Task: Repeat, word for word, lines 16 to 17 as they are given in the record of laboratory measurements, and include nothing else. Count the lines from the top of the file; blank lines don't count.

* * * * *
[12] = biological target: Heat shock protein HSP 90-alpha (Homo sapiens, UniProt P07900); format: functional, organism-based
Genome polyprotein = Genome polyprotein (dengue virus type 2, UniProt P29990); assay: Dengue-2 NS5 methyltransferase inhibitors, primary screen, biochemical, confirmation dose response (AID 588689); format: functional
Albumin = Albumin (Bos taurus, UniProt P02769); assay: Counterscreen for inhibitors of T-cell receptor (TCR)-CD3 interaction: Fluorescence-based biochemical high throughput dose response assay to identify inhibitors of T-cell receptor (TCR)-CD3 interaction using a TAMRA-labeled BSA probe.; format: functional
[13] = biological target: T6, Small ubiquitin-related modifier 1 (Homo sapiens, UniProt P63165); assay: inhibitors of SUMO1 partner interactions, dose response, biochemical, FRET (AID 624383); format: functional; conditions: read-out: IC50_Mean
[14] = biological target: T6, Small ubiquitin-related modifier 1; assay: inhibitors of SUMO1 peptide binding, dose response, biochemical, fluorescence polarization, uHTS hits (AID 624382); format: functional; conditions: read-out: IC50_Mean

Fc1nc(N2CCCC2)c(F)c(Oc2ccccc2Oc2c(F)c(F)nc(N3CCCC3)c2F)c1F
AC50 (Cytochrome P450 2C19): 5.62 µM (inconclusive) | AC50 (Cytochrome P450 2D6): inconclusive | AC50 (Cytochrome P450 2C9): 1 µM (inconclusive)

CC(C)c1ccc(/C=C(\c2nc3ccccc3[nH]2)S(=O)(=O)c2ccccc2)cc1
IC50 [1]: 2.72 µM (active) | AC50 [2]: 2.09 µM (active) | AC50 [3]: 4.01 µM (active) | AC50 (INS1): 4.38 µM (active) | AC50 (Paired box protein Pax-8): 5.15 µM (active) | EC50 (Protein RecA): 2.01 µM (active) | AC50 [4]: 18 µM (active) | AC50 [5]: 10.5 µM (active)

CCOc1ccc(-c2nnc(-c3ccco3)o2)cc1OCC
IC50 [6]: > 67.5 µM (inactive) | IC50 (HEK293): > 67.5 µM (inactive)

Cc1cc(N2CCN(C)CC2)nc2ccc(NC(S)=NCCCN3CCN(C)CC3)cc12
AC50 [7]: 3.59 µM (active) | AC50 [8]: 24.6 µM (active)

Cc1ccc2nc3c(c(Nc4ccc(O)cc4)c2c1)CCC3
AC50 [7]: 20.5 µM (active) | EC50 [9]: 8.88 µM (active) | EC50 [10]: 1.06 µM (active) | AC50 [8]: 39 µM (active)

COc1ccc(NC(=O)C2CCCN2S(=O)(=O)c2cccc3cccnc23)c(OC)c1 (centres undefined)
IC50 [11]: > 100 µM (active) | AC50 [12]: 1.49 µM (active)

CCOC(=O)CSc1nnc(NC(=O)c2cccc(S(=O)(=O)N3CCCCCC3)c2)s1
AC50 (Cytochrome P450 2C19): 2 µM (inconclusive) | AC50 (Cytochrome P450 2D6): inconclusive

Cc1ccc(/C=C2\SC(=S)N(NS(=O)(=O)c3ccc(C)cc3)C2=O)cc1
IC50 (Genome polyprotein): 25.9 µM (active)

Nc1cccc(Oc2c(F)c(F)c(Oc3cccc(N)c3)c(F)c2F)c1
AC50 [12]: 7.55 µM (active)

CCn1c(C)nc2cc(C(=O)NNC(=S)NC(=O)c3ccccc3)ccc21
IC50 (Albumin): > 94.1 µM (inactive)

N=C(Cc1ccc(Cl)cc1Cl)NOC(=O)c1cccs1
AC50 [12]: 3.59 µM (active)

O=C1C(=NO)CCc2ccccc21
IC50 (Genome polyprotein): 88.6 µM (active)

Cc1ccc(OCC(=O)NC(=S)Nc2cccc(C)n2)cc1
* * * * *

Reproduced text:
COc1ccc(NC(=O)C2CCCN2S(=O)(=O)c2cccc3cccnc23)c(OC)c1 (centres undefined)
IC50 [11]: > 100 µM (active) | AC50 [12]: 1.49 µM (active)